Note

Funding Agencies|County Council of Ostergotland (Sweden)||Linkoping University||Cellular and Molecular Research Center||Tehran University of Medical Sciences (Tehran, Iran)||

Available from: 2013-11-22 Created: 2013-11-21 Last updated: 2018-04-25
Bagheri, M., Roghani, M., Joghataei, M.-T. & Mohseni, S. (2012). Genistein inhibits aggregation of exogenous amyloid-beta(1-40) and alleviates astrogliosis in the hippocampus of rats. Brain Research, 1429, 145-154
Open this publication in new window or tab >>Genistein inhibits aggregation of exogenous amyloid-beta(1-40) and alleviates astrogliosis in the hippocampus of rats
2012 (English)In: Brain Research, ISSN 0006-8993, E-ISSN 1872-6240, Vol. 1429, p. 145-154Article in journal (Refereed) Published
Abstract [en]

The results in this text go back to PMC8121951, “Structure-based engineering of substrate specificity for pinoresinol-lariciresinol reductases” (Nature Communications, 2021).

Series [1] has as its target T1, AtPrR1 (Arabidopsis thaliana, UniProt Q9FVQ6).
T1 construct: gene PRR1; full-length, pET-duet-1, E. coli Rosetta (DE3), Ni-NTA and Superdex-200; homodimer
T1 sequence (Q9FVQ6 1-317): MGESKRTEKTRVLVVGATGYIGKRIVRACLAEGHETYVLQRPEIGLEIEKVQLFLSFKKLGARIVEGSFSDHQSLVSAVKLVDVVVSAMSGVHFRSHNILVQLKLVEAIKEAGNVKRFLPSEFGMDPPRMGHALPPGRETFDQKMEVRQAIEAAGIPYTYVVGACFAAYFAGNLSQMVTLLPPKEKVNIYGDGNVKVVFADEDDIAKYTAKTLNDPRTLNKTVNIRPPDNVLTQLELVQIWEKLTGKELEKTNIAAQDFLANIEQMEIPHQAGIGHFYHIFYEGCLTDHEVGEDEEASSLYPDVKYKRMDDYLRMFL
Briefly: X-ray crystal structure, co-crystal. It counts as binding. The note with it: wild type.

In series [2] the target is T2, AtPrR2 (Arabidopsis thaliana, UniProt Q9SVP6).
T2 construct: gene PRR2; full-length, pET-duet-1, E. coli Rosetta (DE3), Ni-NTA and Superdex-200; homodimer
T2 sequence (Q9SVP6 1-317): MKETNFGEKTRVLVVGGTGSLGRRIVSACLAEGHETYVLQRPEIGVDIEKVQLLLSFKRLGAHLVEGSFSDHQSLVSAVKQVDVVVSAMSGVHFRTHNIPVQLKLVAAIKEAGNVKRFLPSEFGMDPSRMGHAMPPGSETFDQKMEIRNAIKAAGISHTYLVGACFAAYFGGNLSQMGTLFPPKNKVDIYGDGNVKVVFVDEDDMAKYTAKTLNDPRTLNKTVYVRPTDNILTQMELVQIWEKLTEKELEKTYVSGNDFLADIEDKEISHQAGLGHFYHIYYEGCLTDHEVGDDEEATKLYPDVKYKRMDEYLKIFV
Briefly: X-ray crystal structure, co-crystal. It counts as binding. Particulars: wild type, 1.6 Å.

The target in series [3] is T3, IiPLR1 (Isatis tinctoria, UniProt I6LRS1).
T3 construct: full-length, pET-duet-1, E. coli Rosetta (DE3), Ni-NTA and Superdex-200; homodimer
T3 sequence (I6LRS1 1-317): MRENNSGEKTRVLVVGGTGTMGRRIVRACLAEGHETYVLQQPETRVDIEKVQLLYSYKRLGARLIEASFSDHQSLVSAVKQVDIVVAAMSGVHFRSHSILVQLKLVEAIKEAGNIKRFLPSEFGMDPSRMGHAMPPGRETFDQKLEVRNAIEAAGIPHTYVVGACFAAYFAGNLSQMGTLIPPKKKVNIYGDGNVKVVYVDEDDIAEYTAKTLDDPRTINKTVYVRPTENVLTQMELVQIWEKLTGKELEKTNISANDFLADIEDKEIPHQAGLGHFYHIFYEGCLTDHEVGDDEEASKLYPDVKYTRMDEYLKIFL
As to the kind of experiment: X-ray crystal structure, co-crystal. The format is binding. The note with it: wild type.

We addressed the question of whether injection of Amyloid beta (Aβ)(1-40) in the rat brain is associated with pathology in the hippocampus, and if genistein has any protective effect against the neuronal damage caused by Aβ(1-40). Genistein is a plant-derived compound with a structure similar to that of the female sex hormone estrogen and it was recently shown that pretreatment with a single dose of genistein ameliorated learning and memory deficits in an (Aβ)(1-40) rat model of Alzheimer's disease. Here, we report that injection of the amyloid peptide into the hippocampus of rats led to formation of Aβ(1-40) positive aggregates close to the lateral blade of the dentate gyrus (DGlb). We also observed the following in the hippocampus: extensive cell death in the DGlb (P<0.0001), CA1 (P=0.03), and CA3 (P=0.002); an increased number of iNOS-expressing cells (P=0.01) and gliosis. Genistein given to rats by gavage 1h before injection of Aβ(1-40) inhibited the formation of Aβ(1-40) positive aggregates in the brain tissue and led to increased number of nNOS(+) (P=0.0001) cells in the hippocampus compared to sham-operated genistein-treated controls. Treatment with genistein also alleviated the extensive astrogliosis that occurred in Aβ(1-40)-injected hippocampus to a level similar to that observed in sham-operated rats. We conclude that the neurons in the DGlb are most sensitive to Aβ(1-40), and a single dose of genistein can ameliorate Aβ(1-40) induced pathology.